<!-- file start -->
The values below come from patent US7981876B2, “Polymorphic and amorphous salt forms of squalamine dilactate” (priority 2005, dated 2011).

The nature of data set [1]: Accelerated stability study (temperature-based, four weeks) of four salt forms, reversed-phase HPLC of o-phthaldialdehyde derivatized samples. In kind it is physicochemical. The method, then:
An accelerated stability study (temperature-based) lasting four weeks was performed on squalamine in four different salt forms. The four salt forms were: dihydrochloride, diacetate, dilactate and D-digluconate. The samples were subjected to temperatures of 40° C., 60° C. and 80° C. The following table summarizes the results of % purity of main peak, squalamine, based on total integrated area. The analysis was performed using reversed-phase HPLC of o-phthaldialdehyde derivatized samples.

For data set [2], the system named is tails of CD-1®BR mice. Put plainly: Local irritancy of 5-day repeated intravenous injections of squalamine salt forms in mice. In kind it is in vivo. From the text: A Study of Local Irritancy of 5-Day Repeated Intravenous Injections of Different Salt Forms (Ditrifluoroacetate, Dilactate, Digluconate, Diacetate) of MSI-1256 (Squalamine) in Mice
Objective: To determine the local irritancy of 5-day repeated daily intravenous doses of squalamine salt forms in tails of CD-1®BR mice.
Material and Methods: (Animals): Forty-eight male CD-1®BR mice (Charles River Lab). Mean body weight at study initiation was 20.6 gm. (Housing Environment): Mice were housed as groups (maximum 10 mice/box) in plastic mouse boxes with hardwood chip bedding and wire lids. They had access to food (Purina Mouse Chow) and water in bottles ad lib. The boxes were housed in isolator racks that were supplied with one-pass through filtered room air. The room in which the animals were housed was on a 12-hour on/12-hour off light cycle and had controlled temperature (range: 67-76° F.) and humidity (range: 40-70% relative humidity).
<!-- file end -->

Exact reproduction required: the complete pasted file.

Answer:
The values below come from patent US7981876B2, “Polymorphic and amorphous salt forms of squalamine dilactate” (priority 2005, dated 2011).

The nature of data set [1]: Accelerated stability study (temperature-based, four weeks) of four salt forms, reversed-phase HPLC of o-phthaldialdehyde derivatized samples. In kind it is physicochemical. The method, then:
An accelerated stability study (temperature-based) lasting four weeks was performed on squalamine in four different salt forms. The four salt forms were: dihydrochloride, diacetate, dilactate and D-digluconate. The samples were subjected to temperatures of 40° C., 60° C. and 80° C. The following table summarizes the results of % purity of main peak, squalamine, based on total integrated area. The analysis was performed using reversed-phase HPLC of o-phthaldialdehyde derivatized samples.

For data set [2], the system named is tails of CD-1®BR mice. Put plainly: Local irritancy of 5-day repeated intravenous injections of squalamine salt forms in mice. In kind it is in vivo. From the text: A Study of Local Irritancy of 5-Day Repeated Intravenous Injections of Different Salt Forms (Ditrifluoroacetate, Dilactate, Digluconate, Diacetate) of MSI-1256 (Squalamine) in Mice
Objective: To determine the local irritancy of 5-day repeated daily intravenous doses of squalamine salt forms in tails of CD-1®BR mice.
Material and Methods: (Animals): Forty-eight male CD-1®BR mice (Charles River Lab). Mean body weight at study initiation was 20.6 gm. (Housing Environment): Mice were housed as groups (maximum 10 mice/box) in plastic mouse boxes with hardwood chip bedding and wire lids. They had access to food (Purina Mouse Chow) and water in bottles ad lib. The boxes were housed in isolator racks that were supplied with one-pass through filtered room air. The room in which the animals were housed was on a 12-hour on/12-hour off light cycle and had controlled temperature (range: 67-76° F.) and humidity (range: 40-70% relative humidity).